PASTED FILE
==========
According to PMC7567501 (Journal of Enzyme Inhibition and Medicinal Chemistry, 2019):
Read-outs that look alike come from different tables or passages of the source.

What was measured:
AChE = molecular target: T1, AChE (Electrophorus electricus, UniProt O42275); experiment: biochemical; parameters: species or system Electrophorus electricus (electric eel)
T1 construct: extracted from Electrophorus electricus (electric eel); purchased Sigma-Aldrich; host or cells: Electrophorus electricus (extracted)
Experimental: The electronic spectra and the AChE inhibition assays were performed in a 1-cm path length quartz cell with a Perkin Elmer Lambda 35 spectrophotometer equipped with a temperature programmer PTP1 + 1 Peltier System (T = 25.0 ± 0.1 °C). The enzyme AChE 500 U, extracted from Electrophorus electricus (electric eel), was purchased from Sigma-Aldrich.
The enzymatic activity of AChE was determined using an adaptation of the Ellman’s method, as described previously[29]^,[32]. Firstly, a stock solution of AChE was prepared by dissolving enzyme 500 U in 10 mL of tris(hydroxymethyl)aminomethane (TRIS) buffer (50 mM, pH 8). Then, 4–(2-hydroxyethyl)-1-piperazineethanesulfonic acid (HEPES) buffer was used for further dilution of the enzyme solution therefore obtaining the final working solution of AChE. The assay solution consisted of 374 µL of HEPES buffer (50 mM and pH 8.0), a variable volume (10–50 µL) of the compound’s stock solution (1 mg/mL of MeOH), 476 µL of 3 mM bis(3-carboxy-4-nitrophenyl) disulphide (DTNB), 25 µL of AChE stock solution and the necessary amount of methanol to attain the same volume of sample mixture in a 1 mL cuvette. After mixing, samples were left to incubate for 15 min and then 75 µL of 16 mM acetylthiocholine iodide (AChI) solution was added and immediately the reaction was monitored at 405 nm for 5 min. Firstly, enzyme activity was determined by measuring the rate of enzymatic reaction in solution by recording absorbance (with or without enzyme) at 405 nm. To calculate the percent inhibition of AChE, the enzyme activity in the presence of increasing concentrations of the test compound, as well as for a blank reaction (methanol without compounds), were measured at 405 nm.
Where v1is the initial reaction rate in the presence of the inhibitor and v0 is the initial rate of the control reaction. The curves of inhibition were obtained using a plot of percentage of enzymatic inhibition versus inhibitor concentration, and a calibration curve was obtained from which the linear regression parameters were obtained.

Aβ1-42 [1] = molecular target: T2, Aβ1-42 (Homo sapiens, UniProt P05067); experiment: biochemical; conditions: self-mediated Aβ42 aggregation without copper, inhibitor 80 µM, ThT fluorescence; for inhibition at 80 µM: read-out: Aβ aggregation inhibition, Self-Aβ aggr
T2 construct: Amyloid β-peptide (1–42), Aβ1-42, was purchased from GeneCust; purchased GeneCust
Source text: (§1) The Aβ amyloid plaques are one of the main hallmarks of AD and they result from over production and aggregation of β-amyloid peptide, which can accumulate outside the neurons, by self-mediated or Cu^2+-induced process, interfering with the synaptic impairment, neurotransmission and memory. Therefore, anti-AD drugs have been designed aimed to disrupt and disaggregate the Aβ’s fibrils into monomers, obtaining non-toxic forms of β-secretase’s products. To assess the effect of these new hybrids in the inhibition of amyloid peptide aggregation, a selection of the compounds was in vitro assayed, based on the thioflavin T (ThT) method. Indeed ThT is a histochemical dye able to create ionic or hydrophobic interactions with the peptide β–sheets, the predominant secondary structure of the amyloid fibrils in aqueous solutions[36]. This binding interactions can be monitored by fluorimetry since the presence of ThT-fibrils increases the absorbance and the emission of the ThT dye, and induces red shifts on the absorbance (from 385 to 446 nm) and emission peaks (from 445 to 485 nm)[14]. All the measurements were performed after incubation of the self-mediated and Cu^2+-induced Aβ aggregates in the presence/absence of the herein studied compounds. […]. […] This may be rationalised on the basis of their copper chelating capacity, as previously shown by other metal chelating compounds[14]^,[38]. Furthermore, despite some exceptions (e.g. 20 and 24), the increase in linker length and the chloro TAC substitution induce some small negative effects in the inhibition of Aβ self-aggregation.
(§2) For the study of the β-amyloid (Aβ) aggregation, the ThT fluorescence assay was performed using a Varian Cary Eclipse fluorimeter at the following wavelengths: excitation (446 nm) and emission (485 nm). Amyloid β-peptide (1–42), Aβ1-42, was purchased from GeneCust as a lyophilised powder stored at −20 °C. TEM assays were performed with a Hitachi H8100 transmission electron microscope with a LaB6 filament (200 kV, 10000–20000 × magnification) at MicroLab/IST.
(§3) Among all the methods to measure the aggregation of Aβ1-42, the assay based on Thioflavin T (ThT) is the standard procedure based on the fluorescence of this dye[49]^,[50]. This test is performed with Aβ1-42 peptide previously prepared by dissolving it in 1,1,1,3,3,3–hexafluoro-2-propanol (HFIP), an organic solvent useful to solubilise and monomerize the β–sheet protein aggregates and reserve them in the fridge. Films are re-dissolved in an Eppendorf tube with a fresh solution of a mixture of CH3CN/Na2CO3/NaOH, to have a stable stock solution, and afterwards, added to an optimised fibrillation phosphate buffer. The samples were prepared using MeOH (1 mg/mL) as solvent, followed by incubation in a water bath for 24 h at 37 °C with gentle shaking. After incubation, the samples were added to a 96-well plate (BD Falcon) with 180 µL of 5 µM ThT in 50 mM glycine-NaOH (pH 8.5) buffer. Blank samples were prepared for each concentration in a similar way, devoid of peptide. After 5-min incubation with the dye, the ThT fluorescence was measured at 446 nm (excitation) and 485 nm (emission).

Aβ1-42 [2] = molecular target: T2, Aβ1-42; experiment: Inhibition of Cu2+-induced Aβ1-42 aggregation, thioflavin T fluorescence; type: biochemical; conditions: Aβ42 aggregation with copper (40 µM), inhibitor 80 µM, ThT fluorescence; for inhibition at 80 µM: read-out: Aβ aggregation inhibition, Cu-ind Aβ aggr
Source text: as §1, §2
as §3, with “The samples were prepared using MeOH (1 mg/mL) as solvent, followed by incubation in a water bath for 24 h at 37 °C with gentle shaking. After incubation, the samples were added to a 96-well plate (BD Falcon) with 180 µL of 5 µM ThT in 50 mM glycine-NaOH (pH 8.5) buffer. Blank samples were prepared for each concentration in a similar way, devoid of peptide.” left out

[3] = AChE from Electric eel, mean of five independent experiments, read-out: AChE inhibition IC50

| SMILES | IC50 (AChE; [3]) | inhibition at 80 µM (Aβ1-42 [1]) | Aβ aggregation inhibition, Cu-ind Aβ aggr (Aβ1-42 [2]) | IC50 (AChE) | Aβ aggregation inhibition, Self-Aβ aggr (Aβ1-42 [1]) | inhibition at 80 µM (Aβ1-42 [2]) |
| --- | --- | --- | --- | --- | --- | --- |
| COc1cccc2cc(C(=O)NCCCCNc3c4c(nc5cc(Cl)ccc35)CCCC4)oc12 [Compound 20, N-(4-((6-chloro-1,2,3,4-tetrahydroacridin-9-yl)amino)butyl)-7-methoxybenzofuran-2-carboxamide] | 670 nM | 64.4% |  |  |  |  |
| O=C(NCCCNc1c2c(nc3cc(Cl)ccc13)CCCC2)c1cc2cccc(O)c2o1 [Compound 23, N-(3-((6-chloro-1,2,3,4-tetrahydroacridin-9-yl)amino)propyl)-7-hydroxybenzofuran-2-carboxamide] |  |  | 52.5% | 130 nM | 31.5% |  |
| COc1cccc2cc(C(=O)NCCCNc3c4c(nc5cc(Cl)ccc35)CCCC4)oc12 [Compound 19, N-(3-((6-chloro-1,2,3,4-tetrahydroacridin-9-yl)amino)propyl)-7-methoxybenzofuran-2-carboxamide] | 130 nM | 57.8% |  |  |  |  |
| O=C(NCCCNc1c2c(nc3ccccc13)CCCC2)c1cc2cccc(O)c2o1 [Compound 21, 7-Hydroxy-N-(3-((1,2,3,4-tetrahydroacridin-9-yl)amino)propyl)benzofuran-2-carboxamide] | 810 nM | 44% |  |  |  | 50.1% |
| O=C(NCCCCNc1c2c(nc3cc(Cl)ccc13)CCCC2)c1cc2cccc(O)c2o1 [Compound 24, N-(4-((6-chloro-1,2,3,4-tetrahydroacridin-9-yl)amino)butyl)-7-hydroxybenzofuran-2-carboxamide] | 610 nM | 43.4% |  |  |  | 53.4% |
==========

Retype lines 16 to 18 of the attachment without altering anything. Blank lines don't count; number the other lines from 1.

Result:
as §3, with “The samples were prepared using MeOH (1 mg/mL) as solvent, followed by incubation in a water bath for 24 h at 37 °C with gentle shaking. After incubation, the samples were added to a 96-well plate (BD Falcon) with 180 µL of 5 µM ThT in 50 mM glycine-NaOH (pH 8.5) buffer. Blank samples were prepared for each concentration in a similar way, devoid of peptide.” left out

[3] = AChE from Electric eel, mean of five independent experiments, read-out: AChE inhibition IC50

| SMILES | IC50 (AChE; [3]) | inhibition at 80 µM (Aβ1-42 [1]) | Aβ aggregation inhibition, Cu-ind Aβ aggr (Aβ1-42 [2]) | IC50 (AChE) | Aβ aggregation inhibition, Self-Aβ aggr (Aβ1-42 [1]) | inhibition at 80 µM (Aβ1-42 [2]) |